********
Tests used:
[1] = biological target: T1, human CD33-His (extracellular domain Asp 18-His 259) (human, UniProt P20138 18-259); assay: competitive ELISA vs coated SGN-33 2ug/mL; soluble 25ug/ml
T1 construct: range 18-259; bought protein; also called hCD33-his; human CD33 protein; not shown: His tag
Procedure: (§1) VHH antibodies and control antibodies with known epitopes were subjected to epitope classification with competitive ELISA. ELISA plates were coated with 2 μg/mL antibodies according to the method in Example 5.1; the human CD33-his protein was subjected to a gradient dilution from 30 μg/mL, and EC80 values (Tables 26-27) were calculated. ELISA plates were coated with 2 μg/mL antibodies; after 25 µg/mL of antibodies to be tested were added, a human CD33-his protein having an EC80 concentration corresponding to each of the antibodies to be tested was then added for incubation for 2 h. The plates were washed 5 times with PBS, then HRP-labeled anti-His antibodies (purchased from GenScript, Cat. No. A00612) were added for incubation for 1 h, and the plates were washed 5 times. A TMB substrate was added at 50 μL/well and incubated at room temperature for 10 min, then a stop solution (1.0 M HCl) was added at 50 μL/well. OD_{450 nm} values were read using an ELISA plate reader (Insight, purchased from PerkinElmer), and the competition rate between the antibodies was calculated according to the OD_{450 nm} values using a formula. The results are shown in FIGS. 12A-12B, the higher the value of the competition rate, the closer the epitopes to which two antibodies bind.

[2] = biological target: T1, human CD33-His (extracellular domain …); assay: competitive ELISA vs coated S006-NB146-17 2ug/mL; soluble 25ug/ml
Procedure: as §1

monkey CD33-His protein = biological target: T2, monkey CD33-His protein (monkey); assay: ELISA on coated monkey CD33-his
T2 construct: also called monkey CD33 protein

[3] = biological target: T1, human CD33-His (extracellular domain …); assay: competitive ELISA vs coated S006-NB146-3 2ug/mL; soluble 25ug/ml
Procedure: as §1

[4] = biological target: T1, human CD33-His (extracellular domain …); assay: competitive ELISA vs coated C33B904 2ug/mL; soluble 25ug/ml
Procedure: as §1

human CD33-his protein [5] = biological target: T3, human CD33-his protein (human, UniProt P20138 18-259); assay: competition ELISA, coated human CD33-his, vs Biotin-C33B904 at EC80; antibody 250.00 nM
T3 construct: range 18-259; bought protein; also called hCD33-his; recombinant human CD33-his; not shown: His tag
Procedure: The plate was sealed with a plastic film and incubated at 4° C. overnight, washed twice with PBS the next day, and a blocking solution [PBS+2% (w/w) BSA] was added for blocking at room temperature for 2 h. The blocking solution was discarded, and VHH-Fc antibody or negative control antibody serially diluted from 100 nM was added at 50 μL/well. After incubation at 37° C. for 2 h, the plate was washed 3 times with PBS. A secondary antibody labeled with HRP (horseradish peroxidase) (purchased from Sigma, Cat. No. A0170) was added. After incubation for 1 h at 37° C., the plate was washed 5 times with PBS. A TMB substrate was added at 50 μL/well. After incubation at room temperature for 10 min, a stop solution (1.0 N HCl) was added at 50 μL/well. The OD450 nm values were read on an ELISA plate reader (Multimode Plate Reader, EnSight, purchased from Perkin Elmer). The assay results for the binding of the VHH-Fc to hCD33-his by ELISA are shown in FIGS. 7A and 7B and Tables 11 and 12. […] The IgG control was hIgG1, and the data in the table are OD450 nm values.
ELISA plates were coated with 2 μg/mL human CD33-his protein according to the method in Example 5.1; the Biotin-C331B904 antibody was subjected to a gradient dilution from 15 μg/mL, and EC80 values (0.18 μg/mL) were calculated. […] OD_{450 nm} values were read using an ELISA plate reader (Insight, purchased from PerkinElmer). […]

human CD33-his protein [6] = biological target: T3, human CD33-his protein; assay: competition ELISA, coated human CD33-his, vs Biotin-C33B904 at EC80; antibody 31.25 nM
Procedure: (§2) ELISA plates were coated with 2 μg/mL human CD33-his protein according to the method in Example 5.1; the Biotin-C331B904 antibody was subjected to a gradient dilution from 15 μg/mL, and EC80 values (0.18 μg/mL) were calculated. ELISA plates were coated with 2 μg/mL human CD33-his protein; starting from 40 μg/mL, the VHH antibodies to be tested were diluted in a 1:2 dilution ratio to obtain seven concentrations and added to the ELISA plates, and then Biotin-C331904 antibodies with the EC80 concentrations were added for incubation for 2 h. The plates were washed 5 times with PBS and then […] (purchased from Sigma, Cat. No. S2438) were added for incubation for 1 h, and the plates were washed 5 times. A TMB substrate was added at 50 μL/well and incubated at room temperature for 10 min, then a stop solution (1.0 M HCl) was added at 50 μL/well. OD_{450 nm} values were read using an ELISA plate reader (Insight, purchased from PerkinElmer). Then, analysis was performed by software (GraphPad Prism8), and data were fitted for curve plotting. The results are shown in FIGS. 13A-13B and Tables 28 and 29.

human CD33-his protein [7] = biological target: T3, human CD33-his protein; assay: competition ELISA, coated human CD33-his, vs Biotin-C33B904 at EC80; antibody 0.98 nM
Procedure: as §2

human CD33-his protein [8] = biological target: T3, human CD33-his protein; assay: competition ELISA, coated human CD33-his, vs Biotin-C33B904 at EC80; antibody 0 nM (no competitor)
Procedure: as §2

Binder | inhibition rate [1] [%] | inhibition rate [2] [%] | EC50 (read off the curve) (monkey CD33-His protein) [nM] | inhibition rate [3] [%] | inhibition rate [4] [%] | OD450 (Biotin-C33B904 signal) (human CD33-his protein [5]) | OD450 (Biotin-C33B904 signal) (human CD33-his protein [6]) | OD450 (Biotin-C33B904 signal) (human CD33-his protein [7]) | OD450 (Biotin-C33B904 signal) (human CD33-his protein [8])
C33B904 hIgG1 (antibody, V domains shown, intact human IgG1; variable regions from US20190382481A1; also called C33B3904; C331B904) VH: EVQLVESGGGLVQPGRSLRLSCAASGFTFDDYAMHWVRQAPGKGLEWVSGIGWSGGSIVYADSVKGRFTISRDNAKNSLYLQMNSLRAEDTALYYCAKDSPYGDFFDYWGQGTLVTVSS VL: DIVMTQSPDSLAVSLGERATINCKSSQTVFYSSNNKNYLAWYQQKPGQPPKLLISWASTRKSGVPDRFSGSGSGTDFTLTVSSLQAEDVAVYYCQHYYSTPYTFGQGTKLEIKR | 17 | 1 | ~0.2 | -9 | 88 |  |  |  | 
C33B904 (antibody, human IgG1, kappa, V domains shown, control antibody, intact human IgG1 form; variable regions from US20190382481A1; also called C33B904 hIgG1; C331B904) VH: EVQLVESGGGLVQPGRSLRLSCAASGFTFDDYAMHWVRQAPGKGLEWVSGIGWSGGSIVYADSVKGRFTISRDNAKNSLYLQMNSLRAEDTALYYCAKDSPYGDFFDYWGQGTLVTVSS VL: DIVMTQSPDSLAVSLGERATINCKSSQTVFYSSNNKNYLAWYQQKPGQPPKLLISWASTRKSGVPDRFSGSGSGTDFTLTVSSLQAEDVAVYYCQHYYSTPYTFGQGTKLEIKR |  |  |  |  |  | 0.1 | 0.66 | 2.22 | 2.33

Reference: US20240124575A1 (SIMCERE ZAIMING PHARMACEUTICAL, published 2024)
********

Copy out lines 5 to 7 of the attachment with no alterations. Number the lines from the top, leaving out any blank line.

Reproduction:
[2] = biological target: T1, human CD33-His (extracellular domain …); assay: competitive ELISA vs coated S006-NB146-17 2ug/mL; soluble 25ug/ml
Procedure: as §1

monkey CD33-His protein = biological target: T2, monkey CD33-His protein (monkey); assay: ELISA on coated monkey CD33-his